FDA officials are sending mixed messages about a genetic test they just approved — and the lack of clarity could jeopardize Americans’ health.
The test, from genomics firm 23andMe, is simple to use. Folks order it online and mail in their saliva samples. Within weeks, 23andMe analyzes their DNA for nearly three dozen genetic variants. Those variants can help predict how consumers would metabolize commonly prescribed drugs such as antidepressants and blood thinners.
FDA officials lauded the test as a “step forward” that will help patients “better inform their discussions with their health care providers.”
Yet the FDA also issued an extensive list of warnings. The test “does not determine whether a medication is appropriate for a patient.” As a result “consumers should not use this test to make treatment decisions on their own. Any medical decisions should be made only after discussing the results with a licensed health care provider.”
Inevitably, some consumers won’t consult doctors and will stop taking certain medicines based on the results. It’s irresponsible for the FDA to approve a product so prone to misuse, especially since the test results only make sense when contextualized by physicians.
This is hardly the first time that regulators have offered a stamp of approval to products consumers don’t understand.
Consider FDA-approved breast and ovarian cancer diagnostic tests. These tests identify mutations within two genes associated with an increased risk for hereditary breast and ovarian cancer. Thousands of women have taken such tests.
Traditionally, patients had to order them through their doctors, who could contextualize the results. But in 2018, the FDA greenlit the first direct-to-consumer cancer test, also made by 23andMe.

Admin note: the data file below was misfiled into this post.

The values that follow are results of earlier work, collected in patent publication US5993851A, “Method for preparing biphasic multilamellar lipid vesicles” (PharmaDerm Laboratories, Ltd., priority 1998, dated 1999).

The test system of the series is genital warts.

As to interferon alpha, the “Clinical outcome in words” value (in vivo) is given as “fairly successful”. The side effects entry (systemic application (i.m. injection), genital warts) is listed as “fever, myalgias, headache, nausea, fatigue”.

23andMe’s test searches for just three out of more than 1,000 known mutations on the two cancer-linked genes. Doctor-ordered tests, by contrast, are far more comprehensive.
Consider the experience of Jane — a patient with a family history of cancer. After testing negative for three BRCA mutations through 23andMe’s test, she believed she was in the clear. But the test failed to take into account her family history or thousands of other known mutations common to her descent.
Christine Stanislaw, director of genetic counseling at the Winship Cancer Institute of Emory University, warned that direct-to-consumer tests are generally “less likely to be able to predict your chances of developing a health problem.”
Consumers may opt for direct-to-consumer tests without fully understanding their shortcomings. For instance, if a patient’s test results don’t show any of the three harmful genetic variants in 23andMe’s test, she might think she isn’t predisposed to breast cancer. Unaware that there are hundreds of other mutations, the patient might forgo regular preventative care and early-detection measures. This would make it harder to catch and treat cancer — a life-or-death matter.
The FDA is widely viewed as the world’s premier safety regulator. So when consumers see that a test is “FDA-approved,” they assume it’s high-quality. Increasingly, that’s not the case.
The agency can protect consumers by refusing to approve products that could be easily misused and being clearer about the nature of the products it does approve.
Razib Khan is a geneticist who serves as the Director of Scientific Content at Insitome. He also co-hosts “The Insight,” a podcast that uses scientific tools to explore human history, and blogs at Gene Expression (gnxp.com).